In the case of triclosan, Congress passed a law in 1972 requiring that the FDA set guidelines for dozens of common antibacterial chemicals found in over-the-counter soaps and scrubs. The guidelines function like a cookbook for manufacturers, detailing which chemicals can be used in what products, and in what amounts.
In 1978, the FDA published its first tentative guidelines for chemicals used in liquid hand soaps and washes. The draft stated that triclosan was “not generally recognized as safe and effective,” because regulators could not find enough scientific research demonstrating its safety and effectiveness.
The FDA published several drafts of the guidelines over the years, but the agency never finalized the results. So, companies have not had to remove triclosan from their products.
Meanwhile, the agency did approve triclosan for use in Colgate’s Total toothpaste in 1997, after Colgate-Palmolive Co. submitted data showing that the ingredient helped fight gingivitis.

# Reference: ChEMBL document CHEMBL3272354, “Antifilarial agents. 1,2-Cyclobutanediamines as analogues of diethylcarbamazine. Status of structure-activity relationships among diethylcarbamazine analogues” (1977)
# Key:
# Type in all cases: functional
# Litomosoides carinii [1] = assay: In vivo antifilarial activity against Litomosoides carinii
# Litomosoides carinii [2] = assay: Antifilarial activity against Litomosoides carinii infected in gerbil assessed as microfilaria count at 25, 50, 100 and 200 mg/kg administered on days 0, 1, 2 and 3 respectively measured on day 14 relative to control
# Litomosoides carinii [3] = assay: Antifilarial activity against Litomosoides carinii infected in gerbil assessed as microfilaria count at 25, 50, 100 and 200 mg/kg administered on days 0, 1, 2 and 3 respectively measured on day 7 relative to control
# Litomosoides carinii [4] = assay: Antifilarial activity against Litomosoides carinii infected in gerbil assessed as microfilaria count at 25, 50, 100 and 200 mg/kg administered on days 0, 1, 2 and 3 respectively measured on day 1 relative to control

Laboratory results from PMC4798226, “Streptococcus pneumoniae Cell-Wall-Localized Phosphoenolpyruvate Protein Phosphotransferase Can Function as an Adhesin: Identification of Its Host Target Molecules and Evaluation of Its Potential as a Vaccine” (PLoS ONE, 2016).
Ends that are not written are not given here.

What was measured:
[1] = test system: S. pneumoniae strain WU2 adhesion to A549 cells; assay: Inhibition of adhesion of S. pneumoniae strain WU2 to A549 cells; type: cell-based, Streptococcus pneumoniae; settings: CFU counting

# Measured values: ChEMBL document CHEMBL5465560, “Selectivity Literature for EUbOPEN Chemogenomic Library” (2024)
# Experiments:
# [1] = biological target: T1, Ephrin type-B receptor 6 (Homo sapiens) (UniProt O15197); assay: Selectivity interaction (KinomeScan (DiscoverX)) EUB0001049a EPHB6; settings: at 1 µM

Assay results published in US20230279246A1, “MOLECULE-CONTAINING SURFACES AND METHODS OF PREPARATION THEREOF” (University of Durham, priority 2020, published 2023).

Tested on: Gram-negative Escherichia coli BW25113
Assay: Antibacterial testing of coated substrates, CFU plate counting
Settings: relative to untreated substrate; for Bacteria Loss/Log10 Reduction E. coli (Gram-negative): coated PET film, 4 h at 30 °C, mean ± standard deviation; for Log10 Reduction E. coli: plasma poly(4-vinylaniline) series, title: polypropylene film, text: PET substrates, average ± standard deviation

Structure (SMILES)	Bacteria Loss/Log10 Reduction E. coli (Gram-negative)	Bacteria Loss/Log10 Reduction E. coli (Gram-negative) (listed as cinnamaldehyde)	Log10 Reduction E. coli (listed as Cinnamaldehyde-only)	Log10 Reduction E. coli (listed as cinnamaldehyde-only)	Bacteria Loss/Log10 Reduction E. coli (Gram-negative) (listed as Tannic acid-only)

Then, last summer, the FDA said its review of triclosan would be complete by late 2012. That target date then slipped to February, which has also come and gone. But pressure on the agency from outside critics didn’t let up.
In March, a federal appeals court said a lawsuit by the nonprofit Natural Resources Defense Council aimed at forcing the FDA to complete its review could move forward. A three-judge panel reinstated the 2010 lawsuit, which had been tossed out by a lower court, saying the nonprofit group presented evidence that triclosan could potentially be dangerous.
Now, four decades after it was charged with reviewing triclosan, the FDA is planning to complete its review.